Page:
My previous homes had been shared, sometimes contentiously, but the apartment next to the PNA would be mine. Despite its proximity to my childhood home and all the sense memories that entailed, the apartment would be the first real place of my own. It would be a place where I could write and cook and read, and, if I got lonely, I only had to look out the window at the blue building to see what the neighborhood was up to.

A DIY sleeper hit

Even if I hadn’t grown up on Phinney Ridge, the PNA would probably still feel like a second home. From the farmers market in summer to the Día de los Muertos fundraiser for its bilingual preschool to the secular Phinneywood Phestivus celebration, and all manner of community breakfasts and beer tastings, the PNA brings a decidedly Stars Hollow vibe to this sleepy corner of the city sandwiched between Green Lake and Ballard.

But my favorite PNA tradition is the Winter Festival, an annual holiday craft fair now entering its 38th year. (This year it takes place Dec. 1-2.) As a kid, I would climb the center’s creaky old stairs clutching a cup of hot chocolate, ready to admire all the stuff that could be felted.

My family finds my affection for craft fairs baffling, and I don’t blame them. Until the still relatively recent ascent of popular craft fairs like the Urban Craft Uprising, online sources like Etsy and the reemergence of traditional crafts like knitting among urban feminists in the early-to-mid-2000s, craft appreciation hasn’t always been a particularly desirable pursuit. Before Debbie Stoller made knitting cool again, to say you loved craft fairs would be like admitting you had made small animals out of pony beads as a child, or boiled toothbrushes to make into bracelets as a rejection of your classmates’ capitalist preference for Claire’s. (I did both.)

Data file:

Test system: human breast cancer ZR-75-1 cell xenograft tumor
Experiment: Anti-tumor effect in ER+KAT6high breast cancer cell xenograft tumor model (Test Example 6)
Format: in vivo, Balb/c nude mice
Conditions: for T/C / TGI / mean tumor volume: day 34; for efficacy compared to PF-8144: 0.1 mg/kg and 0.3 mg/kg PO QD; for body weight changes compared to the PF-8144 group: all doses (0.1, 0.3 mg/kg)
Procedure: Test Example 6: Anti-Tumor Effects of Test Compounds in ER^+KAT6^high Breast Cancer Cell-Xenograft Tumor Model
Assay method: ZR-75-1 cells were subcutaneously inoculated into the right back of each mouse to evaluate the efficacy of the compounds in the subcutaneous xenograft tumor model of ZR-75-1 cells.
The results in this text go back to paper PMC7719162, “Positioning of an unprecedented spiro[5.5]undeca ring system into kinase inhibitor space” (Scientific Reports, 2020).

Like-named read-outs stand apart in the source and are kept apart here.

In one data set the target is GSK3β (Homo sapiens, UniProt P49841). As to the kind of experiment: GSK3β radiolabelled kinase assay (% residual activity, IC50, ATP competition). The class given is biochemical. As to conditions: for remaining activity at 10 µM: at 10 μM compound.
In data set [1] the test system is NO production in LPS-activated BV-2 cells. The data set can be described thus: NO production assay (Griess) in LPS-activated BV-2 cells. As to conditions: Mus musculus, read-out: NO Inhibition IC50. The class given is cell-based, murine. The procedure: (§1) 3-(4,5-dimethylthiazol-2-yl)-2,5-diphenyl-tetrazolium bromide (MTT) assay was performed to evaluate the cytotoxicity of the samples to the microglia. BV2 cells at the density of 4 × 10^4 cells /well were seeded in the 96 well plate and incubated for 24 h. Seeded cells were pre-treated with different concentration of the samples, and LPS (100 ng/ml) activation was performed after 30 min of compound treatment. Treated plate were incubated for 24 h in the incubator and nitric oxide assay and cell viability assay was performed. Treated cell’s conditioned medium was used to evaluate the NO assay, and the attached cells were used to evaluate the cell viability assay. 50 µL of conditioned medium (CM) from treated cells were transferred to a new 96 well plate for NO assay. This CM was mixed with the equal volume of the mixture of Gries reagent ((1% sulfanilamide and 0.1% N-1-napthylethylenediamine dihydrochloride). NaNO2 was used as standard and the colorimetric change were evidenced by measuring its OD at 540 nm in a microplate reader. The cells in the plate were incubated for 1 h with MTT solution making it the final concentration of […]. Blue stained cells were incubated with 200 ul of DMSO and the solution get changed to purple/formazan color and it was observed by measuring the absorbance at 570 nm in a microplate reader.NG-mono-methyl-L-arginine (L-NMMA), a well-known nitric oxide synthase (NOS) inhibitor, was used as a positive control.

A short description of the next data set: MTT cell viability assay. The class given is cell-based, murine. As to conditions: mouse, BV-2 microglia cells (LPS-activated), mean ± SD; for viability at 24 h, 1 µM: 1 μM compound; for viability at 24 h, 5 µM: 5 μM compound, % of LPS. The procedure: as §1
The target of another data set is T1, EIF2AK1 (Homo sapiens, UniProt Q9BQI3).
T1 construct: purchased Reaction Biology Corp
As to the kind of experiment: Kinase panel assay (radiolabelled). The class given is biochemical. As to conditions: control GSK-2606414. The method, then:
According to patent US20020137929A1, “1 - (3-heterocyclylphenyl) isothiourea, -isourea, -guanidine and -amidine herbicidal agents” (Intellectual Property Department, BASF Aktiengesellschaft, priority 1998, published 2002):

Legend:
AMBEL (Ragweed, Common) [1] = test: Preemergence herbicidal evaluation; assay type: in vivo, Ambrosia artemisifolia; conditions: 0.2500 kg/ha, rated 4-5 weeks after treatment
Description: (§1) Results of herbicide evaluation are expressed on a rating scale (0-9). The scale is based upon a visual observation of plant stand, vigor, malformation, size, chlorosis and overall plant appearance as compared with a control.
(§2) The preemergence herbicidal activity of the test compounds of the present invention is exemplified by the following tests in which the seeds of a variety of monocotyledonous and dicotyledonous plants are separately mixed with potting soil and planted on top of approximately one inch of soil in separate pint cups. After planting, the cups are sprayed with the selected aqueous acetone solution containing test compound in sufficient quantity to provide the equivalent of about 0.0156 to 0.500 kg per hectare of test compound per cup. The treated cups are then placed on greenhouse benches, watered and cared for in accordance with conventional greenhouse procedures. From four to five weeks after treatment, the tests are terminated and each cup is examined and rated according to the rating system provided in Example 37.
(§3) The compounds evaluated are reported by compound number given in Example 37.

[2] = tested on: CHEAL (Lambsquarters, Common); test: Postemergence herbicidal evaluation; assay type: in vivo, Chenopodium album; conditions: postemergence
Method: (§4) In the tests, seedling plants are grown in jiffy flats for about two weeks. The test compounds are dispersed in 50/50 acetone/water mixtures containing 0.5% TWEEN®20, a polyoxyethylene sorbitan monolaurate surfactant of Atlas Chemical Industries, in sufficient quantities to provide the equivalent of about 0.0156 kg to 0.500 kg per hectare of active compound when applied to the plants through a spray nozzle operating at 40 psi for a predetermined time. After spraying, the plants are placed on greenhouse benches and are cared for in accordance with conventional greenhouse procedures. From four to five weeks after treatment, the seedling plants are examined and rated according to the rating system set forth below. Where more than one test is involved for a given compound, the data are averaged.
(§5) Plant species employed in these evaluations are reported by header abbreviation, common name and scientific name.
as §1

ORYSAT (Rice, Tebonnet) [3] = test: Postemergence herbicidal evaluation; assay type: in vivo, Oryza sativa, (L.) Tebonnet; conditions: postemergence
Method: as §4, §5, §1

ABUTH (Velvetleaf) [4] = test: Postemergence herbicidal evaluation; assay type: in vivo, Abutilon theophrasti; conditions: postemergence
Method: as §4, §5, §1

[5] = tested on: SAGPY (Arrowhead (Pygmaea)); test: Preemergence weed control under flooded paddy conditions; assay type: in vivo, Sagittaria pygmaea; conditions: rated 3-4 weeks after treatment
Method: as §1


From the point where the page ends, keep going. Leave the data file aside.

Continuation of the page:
But I’m not alone in my appreciation. According to Ana Maria King, the PNA’s marketing director, between 4,000 and 5,000 people attend the Winter Festival & Crafts Fair during its two-day run, making it something of a sleeper hit among more ostentatious holiday fare; it’s come a long way from its DIY origins. The first year, it was presented as “sort of an ‘open house, ” said King. “It was very well attended, so we decided, why not make it a fundraiser?”

The Winter Festival is just one of the region’s numerous holiday craft fairs, a pleasant, homespun alternative to all of the garish entertainments that invade our theaters and community spaces during the holiday season. I like a festive beverage and a Christmas carol as much as the next Seattle kid who grew up in a family of holiday-loving, religion-skeptical Christmas-and-Easter Unitarians. But one can only see so many productions of “A Christmas Carol” — or even “The Santaland Diaries” — before one risks mixing some existential despair into one’s holiday cheer.

But unlike the buyer’s remorse that often trails Black Friday or Cyber Monday purchases, Seattle’s craft fairs are a refreshingly noncorporate way to ring in the season. You won’t get a deal on a big-screen TV, but you’ll likely be reinvesting in your local community. Proceeds from the Winter Festival go to the Greenwood Senior Center, a tool-lending library and resources like child care and hot meals for folks in the neighborhood, among other community initiatives.